Sometimes you yearn for Ron Atkinson of blessed memory who added to the gaiety of nations by introducing the argot of the players’ bar – ‘he’s put the reducers in, early doors’ – into our living rooms, until he inadvertently and shamefully used a little too much of it.
One of the current problems, I expect, is that these commentary box partnerships and ménages a trois are artificial constructs, bolted together purely for the championships, and therefore the chemistry that can make these arrangements work has not really had a chance to develop.
The rugby union from Australia on Sky Sports on Saturday morning provided a good example of how effective these duos can work when there’s a purpose to them, and commentator and expert have had time to meld.
Admittedly Miles Harrison and Stuart Barnes have been an item for some years, and as rugby is a more technical game than football, there are times when the insight of a former player is invaluable, if only to explain what’s going on in the scrum.
Meanwhile, if the second voice is destined to supply little in the way of analysis – and I realise instant insight is not an easy skill – how about entertaining us with something anecdotal from your own career?
Jonathan Davies, part of a threesome in the BBC’s rugby league cup coverage, was discussing with commentator Dave Woods the assessment procedures for head injuries in games these days. “I got hit on the head, the physio looked into my eyes, and said ‘When’s my sister’s birthday? I didn’t even know he had a sister’.” Now that’s the kind of colour that makes the climb up to the gantry worthwhile.
Screen Break had no hard and fast rules in looking for a benefactor but accepted a concrete proposal. Screen Break ran in The Guardian for 16 years, and then in the Racing Post. The first two episodes in its current incarnation can be found here, and here. Week three, now better know as ‘The Screen Break that cost Steve McClaren his job’, can be found here. Week four featured the wacky world of Jonny Wilkinson. Week five came with a money-back guarantee on laughs. (It was so funny that nobody at all asked for their money back). Week six was all about managing with an iron bar (and the boat race). Week seven was the Windies winning wonderfully. Week eight was all about Willett’s Masters and a win for England. Then we considered God’s team, followed by people going Leicester gaga, including Emily Maitlis, and the anti-Semitism debate, and then Aston Villa and Newcastle, aka Dim and Dimmer. Next up was the BBC White Paper, mushy peas and rugby league.Then A Question of Sport touch a nation’s nerve as Jimmy Hill earned a nation’s sympathy. Then Graeme Le Saux rubbed shoulders with Pele, and Rovers. The passing of Ali, recalling Euro 96, and the Derby followed. Then Euro 2016 STARTS and it’s all about Clive, Bilic and Co. Then: the hopelessness of England’s manager (whoever he is). Also well worth a read is the most amusing ‘My celebrity death match‘. This piece is also a MUST READ. And so is this one.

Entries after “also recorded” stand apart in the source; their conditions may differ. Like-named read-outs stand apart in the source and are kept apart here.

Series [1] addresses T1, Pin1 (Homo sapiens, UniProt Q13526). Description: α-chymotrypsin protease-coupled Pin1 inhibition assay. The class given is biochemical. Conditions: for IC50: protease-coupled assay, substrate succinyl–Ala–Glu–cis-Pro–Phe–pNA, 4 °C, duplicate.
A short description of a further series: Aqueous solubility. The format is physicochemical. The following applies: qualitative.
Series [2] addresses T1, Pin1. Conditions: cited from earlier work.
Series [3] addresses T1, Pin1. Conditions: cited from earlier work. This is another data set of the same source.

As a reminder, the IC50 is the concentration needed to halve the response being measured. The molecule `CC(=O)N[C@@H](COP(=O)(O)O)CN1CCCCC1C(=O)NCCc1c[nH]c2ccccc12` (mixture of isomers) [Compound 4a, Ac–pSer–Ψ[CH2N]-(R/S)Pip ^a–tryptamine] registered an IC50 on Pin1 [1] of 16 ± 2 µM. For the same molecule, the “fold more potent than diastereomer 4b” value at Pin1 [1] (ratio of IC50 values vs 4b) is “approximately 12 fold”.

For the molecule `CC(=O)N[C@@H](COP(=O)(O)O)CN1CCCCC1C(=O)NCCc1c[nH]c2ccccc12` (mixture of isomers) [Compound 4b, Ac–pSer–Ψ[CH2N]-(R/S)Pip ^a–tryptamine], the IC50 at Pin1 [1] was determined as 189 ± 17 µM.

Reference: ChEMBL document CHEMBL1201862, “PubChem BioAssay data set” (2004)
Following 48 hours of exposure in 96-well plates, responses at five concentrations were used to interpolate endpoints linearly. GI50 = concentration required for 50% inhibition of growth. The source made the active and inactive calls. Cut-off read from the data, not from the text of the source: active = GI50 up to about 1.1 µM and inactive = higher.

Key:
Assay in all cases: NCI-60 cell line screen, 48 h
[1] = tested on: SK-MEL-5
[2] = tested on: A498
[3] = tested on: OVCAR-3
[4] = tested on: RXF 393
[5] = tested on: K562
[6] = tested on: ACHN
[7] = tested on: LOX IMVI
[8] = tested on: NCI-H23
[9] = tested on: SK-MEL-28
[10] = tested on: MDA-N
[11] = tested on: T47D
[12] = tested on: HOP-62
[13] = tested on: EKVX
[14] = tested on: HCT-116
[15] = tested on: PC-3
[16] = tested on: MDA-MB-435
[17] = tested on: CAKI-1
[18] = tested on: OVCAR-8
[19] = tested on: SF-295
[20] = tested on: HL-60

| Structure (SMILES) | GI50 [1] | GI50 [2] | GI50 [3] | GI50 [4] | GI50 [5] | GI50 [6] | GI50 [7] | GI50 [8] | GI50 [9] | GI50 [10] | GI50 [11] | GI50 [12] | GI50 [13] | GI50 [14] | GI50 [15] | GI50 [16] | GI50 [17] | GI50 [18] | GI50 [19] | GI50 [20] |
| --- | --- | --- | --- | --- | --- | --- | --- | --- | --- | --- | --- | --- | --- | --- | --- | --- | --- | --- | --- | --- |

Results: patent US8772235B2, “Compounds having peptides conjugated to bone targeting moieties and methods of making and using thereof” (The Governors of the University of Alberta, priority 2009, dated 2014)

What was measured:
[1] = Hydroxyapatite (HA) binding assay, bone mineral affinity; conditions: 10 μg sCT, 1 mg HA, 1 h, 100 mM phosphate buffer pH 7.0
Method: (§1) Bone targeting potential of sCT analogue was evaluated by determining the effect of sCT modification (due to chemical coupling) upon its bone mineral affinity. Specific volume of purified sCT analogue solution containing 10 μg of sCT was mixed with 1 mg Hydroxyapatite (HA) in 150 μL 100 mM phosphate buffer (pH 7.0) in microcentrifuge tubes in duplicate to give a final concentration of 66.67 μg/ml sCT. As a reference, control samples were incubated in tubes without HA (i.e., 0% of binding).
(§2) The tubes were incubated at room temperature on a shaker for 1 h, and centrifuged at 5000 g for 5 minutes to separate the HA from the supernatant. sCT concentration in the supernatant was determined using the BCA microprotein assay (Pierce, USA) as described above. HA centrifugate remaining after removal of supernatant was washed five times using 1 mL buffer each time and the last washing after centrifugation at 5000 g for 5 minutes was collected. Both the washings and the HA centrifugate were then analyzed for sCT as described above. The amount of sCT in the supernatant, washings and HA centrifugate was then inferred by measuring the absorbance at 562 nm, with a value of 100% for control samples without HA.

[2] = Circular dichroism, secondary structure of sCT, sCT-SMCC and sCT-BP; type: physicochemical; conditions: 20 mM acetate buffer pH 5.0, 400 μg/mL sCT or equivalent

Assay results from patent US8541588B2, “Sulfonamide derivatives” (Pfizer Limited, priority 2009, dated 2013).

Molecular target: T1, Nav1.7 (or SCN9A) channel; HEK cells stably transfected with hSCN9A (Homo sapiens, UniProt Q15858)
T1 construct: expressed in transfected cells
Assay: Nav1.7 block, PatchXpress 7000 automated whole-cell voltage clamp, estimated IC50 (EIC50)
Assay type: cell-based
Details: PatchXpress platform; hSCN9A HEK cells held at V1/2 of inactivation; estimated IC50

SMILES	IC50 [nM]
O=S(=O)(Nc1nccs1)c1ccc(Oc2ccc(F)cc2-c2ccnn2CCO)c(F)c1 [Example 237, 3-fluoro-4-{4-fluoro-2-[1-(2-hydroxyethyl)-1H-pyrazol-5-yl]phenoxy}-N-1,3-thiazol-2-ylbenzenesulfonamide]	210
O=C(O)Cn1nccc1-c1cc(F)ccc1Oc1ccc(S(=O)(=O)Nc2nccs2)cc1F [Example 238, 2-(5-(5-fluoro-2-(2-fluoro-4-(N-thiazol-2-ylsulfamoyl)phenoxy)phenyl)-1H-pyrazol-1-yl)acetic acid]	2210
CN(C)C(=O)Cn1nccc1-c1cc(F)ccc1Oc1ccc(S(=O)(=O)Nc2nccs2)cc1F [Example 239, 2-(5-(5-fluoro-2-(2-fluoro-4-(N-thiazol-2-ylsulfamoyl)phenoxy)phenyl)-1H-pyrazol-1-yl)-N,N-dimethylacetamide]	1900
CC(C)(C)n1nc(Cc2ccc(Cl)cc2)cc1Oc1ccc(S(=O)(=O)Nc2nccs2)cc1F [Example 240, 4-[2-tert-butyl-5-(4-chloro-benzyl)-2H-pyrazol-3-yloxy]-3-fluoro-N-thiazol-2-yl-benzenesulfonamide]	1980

And you can follow Martin Kelner on Twitter @MartinKelner